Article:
We review a lot of phones, tablets, gadgets, and gizmos at Digital Trends, but very few of them are unique. Most of the time, only one or two small features differentiate a new device from all that came before it, if that. There isn’t necessarily anything wrong with this, but with the number of device makers in the world, it’s reality. When an idea hits, everybody copies it. Still, devices like the Galaxy Nexus are a good reminder of the progress the industry is making. The new Google and Samsung collaboration is the template for the next generation of Android devices, and we like what we’re seeing.
Design and feel
The Galaxy Nexus looks a lot like a Galaxy S II, but it’s a bit more ergonomic than its AT&T, T-Mobile, and Sprint predecessors. It has more curves and fits the hand better, despite having a larger screen than almost any smartphone before it (4.65 inches). The rounded ends of the Galaxy Nexus freshen up the square look of the S II, and Samsung has integrated Google’s slightly curved screen design, which makes the new design conform to your face as you hold it, ever so slightly.
Aiding this rounded design is a complete lack of any navigation buttons. On every Android phone before it, there has always been physical or haptic buttons for back, home, menu, and search, but since the new version of Android has onscreen navigation, it no longer requires these. The Galaxy Nexus may have fewer physical buttons than any device before it. The phone has an almost completely black front, which has an elegance to it. The only disturbances to this are a somewhat visible hole for a front-facing camera, and a small earpiece up top. The notification light is no longer green anymore. It’s now larger and resides on the bottom of the phone, centered beneath the screen, glowing white (and possibly other colors) when you miss a call, text, or email.
Like all Samsung phones this year, the Galaxy Nexus does have a plastic frame, which is a little unfortunate, but it doesn’t ruin the phone’s premium feeling too much. As with the Sprint Galaxy S II, the camera is rounded and centered at the top of the back, and the battery and SIM are protected by a snap-off plastic backing that has some texture to it, which makes the phone easier to keep a hold of (that’s the theory, anyway). A single Verizon and Samsung logo also adorn the rear, and the bottom has a bit of a hump where the antenna resides as well as a rear speaker grill. Thanks to the rounded nature of the phone, this antenna protrusion isn’t as horribly noticeable as on devices like the Droid Razr.
Button placement was made with careful consideration to the size of the phone, which is nice. Unlike the Galaxy S II models, the power and volume buttons are well placed on the right and left side of the phone, respectively. They are both located a quarter to a third of the way down the phone, but this design works well due to the somewhat odd way we must hold a phone of this size. The placement makes the size more manageable.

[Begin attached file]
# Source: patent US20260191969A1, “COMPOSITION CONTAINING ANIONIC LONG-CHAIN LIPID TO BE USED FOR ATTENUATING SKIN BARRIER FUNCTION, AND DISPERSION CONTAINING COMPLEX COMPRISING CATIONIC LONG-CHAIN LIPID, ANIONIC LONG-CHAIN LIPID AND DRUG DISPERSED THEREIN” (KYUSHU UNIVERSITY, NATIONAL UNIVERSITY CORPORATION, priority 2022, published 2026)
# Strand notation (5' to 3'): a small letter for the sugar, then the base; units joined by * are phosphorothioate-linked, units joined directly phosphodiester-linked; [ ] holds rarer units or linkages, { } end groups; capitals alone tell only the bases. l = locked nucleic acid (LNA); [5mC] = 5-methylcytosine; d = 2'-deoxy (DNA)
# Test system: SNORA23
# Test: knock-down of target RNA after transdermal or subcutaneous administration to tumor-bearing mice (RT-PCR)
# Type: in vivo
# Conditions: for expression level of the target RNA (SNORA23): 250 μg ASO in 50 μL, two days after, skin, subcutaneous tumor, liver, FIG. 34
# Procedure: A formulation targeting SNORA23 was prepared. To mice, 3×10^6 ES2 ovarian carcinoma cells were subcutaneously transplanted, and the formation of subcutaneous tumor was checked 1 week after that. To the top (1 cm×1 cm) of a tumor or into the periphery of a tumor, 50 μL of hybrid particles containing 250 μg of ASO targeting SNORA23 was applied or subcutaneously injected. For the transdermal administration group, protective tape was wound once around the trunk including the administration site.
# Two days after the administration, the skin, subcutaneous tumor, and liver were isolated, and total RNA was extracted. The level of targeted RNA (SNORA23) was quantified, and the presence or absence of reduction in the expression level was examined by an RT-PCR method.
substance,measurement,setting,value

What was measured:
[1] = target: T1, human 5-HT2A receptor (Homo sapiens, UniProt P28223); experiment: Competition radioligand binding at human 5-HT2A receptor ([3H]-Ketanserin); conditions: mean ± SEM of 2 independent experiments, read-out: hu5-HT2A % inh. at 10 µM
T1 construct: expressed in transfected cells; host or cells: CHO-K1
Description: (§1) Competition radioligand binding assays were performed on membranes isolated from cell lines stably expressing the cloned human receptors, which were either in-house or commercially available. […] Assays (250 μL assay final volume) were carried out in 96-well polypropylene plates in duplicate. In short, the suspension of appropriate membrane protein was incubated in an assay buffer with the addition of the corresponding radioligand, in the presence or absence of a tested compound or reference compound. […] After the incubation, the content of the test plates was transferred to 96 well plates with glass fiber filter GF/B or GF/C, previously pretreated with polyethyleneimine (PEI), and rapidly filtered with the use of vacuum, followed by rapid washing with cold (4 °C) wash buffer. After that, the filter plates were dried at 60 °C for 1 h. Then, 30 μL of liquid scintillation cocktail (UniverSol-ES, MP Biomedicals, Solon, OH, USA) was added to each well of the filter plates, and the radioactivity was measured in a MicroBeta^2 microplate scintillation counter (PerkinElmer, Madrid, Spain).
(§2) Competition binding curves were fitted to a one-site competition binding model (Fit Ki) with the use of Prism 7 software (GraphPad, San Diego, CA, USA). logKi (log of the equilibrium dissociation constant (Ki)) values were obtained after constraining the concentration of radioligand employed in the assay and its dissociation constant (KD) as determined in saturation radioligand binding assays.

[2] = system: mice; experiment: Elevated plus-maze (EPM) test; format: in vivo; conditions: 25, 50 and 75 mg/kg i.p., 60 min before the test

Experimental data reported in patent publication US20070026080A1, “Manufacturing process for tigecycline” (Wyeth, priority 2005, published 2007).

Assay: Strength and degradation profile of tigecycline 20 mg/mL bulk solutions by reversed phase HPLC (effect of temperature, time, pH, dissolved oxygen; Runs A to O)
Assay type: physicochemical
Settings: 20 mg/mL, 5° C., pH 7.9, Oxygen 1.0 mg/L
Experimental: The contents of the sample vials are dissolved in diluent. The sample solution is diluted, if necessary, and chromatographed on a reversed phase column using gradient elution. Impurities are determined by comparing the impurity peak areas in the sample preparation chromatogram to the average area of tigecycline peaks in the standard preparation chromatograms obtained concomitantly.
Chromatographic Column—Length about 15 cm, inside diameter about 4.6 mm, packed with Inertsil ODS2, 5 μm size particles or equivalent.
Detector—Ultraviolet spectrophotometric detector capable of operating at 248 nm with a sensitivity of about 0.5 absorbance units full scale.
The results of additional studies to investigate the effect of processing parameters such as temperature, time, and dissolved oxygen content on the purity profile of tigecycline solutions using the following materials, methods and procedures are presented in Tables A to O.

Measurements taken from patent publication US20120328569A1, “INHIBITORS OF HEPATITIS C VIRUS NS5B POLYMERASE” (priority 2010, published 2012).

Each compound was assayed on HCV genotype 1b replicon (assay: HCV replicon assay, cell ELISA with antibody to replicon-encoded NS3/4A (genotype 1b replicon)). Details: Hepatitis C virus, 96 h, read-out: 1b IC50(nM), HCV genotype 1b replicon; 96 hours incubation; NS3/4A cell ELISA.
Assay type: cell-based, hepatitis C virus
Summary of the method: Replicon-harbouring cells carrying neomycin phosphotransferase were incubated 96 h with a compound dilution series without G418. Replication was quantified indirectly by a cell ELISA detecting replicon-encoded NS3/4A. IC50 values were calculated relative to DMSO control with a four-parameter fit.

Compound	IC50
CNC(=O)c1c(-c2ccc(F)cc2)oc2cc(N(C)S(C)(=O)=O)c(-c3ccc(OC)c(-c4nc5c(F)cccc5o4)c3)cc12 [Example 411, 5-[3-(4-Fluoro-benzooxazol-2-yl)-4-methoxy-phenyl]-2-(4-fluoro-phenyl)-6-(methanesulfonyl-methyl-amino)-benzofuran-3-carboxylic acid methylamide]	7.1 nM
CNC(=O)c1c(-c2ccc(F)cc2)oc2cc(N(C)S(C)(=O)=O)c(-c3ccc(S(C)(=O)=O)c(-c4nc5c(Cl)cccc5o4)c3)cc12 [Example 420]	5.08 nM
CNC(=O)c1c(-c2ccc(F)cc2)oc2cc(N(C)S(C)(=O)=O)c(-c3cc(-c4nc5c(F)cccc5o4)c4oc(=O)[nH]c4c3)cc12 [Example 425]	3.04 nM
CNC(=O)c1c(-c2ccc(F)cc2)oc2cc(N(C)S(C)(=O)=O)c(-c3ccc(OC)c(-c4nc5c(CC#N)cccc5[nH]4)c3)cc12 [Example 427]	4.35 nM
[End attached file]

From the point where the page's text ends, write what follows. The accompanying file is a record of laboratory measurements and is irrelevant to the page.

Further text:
Finally, there is sadly no microSD card slot on the phone, but the headphone jack and micro USB charge port are both on the bottom. We haven’t seen an audio jack on the bottom of a phone in some time, but it makes sense. We tend to drop our phone in our pocket the way we want to pick it up, which means dropping it upside down. Having a headphone jack on the bottom makes a lot of sense. It’s difficult to say if Samsung and Google actually realize this, or simply had no other practical place to put it.
Specs and Screen
Google’s new phone doesn’t have the absolute highest specs out there, but it’s pretty close to the top rung. The Galaxy Nexus runs on a 1.2GHz dual-core processor, has 32GB of internal storage, and operates with 1GB of RAM. (That’s what the official specs say, at least. We can only account for about 768MB of RAM.) The cameras aren’t overly impressive from a numbers point of view either. The rear camera is 5 megapixels and the front is a 1.3-megapixel.
More impressive than the raw specs are some of the small bonus features Google and Samsung have included. Many of these (accelerometer, Bluetooth, Wi-Fi, gyroscope, and digital compass) are fairly standard on high-end phones, but there are some other cool features like a near-field communications chip (NFC) and barometer are pretty cool. We don’t know when we’ll actually use them, especially since Verizon has banned Google Wallet, but if you’re a tech geek, you know it’s better to have a feature than not. If you have any friends with a Galaxy Nexus, you can use the NFC technology to transfer documents, web pages, games, and other content by having the backs of the two phones do a moon landing and touch. Finally, the Nexus also has a wireless charging spot on its side that would allow it to plug into a dock and charge without actually having to plug in. Hopefully such a dock will be released in the future.
The screen of the Galaxy Nexus is also causing a commotion. While the HTC Rezound was the first phone released to feature a full 720p resolution (1280 x 720 pixels), the Galaxy Nexus is the first screen to utilize that real estate for good. Google’s new interface is built around the HD resolution and it shows. The Nexus also one-ups HTC’s screen a bit, since it features a Super AMOLED instead of LCD display. The difference here is that Super AMOLED can display much deeper blacks (the screen actually turns off when black is present) than LCD. This saves battery life and looks better. Since Android 4.0 uses a lot more black, Super AMOLED is our choice.
We’ve seen some complaints about the PenTile screen technology and issues with solid colors, but we haven’t yet encountered anything that drives us crazy. Compared to many of Motorola’s pre-Razr devices this year, the screen is simply stunning. Overall, it seems on par with some of the better screens on the market and has no obvious flaws.